Since the eradication of malaria in the 1940s in the U.S., the “deadliest plague that humanity has ever known” has been forgotten. The disease, however, still claims millions of lives around the globe every year, according to the United Nations.
Eastern Washington University’s Circle K Club worked with the United Nations and its sister organizations to raise awareness and collect donations by presenting the documentary “When the Night Comes” in March.
“We know nothing of the outside world,” EWU sophomore and Circle K Club member Ashley Podplesy said. She urges students to learn of the dangers forgotten by recent generations.
“Every 30 seconds, a child in Africa dies from malaria; Each year, malaria infects 300-500 million people, killing between 1 - 3 million; Malaria costs the African continent $12 billion a year in economic loss,” according to the United Nations Foundation Web site. While Circle K mostly concentrates on issues in nearby communities, from time to time, they deal with international matters. The project was publicized by the U.N., via an e-mail sent to community service groups across the country.
Musician Rob Blackledge started the night by playing a couple of his songs written for the film. The 55-minute documentary followed, after which a question and answer session took place.
The film was created by Bobby Bailey, co-founder of Invisible Children Inc., and his friends Jodie Smith and Mike Hobert. It concentrates on the impacts of malaria in Ugandan and other African communities and also reveals facts about the disease. This documentary is just one step taken by the organizations involved to end malaria by 2015, according to The Brave Team, who is also contacting campuses across the nation asking them to show the film free of charge.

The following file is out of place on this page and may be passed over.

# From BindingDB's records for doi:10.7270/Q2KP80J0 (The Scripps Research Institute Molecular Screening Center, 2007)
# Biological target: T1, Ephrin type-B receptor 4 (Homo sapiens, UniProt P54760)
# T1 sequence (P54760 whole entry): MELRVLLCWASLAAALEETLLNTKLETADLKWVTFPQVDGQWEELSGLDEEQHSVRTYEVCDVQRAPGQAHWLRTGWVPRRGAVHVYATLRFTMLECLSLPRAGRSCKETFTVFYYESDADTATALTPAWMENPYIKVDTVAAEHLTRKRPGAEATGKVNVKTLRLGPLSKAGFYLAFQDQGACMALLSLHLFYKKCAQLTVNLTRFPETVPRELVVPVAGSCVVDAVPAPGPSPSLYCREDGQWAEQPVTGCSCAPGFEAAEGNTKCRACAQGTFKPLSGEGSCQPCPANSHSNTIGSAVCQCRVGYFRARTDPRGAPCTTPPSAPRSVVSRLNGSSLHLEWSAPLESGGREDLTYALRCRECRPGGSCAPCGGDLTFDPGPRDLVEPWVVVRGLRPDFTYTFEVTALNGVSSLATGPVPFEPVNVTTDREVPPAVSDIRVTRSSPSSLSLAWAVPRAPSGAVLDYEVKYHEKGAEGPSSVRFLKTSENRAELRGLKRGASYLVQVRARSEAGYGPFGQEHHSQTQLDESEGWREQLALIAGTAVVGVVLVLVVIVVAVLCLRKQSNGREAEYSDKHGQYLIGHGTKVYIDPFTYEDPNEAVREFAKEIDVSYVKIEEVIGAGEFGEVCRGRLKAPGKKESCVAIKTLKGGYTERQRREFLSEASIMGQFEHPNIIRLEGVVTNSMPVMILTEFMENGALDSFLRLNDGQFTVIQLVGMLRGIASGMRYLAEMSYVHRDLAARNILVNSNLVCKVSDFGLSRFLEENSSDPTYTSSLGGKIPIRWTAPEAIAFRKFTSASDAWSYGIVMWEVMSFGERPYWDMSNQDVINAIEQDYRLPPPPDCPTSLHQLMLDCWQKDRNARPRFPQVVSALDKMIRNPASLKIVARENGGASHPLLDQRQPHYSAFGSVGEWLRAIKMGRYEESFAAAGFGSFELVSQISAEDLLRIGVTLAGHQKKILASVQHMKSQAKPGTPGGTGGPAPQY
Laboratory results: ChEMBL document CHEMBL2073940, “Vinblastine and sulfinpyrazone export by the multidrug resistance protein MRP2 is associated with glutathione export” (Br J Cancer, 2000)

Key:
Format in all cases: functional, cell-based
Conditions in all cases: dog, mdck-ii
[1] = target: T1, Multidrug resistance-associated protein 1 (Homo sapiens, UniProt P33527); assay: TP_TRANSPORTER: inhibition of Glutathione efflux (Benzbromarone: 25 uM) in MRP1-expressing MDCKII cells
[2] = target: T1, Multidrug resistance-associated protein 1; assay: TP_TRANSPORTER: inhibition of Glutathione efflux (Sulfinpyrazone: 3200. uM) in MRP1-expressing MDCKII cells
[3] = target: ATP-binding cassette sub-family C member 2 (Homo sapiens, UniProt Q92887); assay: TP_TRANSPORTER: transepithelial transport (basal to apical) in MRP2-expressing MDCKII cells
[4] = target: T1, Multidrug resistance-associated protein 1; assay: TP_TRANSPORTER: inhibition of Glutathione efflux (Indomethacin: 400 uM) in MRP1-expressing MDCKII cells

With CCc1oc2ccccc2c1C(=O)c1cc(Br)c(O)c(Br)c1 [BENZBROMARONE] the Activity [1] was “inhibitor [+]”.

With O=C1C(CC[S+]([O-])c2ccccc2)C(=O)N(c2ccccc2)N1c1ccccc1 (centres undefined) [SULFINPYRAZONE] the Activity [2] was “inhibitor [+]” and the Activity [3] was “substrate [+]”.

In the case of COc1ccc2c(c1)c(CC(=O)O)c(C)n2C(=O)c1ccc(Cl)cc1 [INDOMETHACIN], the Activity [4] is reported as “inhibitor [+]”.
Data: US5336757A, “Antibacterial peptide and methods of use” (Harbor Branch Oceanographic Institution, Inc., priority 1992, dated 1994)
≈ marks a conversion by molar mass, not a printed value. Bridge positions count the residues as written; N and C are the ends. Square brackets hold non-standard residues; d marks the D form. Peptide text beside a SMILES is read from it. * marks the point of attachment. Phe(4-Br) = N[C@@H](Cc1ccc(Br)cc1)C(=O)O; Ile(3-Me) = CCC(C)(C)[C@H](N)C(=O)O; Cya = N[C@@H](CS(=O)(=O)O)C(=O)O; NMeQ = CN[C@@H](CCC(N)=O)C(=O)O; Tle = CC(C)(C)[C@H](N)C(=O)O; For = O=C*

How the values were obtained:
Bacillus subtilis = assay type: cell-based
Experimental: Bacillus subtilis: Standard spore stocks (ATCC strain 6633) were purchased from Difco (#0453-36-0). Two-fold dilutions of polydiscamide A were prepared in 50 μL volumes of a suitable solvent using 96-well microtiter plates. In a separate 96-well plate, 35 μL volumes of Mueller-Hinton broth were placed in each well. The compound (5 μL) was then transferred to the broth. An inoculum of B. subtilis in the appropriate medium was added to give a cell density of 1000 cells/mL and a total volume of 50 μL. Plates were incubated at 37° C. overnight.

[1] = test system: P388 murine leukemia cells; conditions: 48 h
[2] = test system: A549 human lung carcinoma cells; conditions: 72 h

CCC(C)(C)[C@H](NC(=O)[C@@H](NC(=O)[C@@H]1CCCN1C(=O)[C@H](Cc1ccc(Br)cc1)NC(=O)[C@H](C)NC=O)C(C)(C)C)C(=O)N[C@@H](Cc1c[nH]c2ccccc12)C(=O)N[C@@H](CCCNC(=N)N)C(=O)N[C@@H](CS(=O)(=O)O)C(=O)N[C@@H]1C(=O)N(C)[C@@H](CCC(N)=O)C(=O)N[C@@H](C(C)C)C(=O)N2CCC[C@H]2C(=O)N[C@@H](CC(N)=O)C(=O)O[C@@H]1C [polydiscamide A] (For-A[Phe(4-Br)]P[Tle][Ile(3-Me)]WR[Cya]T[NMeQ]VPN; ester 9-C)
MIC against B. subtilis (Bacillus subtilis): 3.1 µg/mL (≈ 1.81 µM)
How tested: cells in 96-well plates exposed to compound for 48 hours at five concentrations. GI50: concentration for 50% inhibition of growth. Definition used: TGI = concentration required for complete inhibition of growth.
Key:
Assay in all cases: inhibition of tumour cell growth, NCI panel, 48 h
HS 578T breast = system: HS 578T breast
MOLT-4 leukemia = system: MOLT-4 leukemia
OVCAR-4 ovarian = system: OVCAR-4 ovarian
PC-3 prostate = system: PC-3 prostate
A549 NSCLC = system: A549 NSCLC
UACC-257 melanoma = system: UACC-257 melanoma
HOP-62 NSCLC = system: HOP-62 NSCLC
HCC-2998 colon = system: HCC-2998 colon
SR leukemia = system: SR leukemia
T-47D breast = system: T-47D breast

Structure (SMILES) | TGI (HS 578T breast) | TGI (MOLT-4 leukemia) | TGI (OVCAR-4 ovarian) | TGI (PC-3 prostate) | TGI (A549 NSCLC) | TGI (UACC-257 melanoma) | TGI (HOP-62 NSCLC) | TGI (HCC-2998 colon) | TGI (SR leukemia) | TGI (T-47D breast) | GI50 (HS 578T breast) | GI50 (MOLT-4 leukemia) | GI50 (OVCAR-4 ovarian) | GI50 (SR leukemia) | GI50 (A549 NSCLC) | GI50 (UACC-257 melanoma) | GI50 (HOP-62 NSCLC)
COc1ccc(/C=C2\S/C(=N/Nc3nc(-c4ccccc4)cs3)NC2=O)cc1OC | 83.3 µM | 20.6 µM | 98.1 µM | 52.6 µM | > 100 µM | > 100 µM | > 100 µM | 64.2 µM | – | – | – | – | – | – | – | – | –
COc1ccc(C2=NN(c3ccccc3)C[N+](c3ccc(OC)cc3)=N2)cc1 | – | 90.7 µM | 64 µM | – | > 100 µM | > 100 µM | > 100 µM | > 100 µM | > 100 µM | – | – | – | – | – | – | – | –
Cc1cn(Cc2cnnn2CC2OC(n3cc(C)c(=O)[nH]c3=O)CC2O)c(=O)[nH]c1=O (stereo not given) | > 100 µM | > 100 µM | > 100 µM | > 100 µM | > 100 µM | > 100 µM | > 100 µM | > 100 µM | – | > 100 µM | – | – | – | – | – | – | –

“When the Night Comes” (http://www.whenthenightcomes.com
) is being broadcast throughout the country in hopes of raising awareness and curing apathy, according to Podplesky.
Story excerpt courtesy The Eastern (http://www.easterneronline.com
), the student newspaper of Eastern Washington University in Cheney.
DID YOU KNOW?
Malaria: Malaria No More is one of three finalists for the next Kiwanis Worldwide Service Project
. The Kiwanis International Board of Trustees has selected three Worldwide Service Project finalists. You can learn more about the three finalists through presentations and video, join the discussion on which project Kiwanis should choose and sign up for e-mail updates
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